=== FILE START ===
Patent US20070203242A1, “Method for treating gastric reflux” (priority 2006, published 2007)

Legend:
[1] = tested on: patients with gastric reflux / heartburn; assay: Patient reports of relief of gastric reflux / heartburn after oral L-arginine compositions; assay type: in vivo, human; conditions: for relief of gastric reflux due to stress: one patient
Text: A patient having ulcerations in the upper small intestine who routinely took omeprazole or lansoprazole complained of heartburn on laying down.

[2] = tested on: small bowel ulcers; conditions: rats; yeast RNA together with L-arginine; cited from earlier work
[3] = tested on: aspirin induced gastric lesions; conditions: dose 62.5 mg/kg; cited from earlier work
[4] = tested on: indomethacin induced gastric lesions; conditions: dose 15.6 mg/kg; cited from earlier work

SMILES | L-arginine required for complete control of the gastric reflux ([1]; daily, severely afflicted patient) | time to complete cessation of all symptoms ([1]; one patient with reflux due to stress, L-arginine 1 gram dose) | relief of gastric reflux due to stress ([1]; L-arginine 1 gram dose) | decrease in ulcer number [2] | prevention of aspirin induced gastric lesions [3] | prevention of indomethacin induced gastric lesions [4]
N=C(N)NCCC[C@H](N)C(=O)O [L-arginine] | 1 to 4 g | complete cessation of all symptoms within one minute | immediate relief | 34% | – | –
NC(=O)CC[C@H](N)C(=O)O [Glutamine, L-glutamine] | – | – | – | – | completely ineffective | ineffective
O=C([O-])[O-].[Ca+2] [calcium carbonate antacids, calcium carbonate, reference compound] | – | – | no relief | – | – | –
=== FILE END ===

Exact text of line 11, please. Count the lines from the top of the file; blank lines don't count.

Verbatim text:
O=C([O-])[O-].[Ca+2] [calcium carbonate antacids, calcium carbonate, reference compound] | – | – | no relief | – | – | –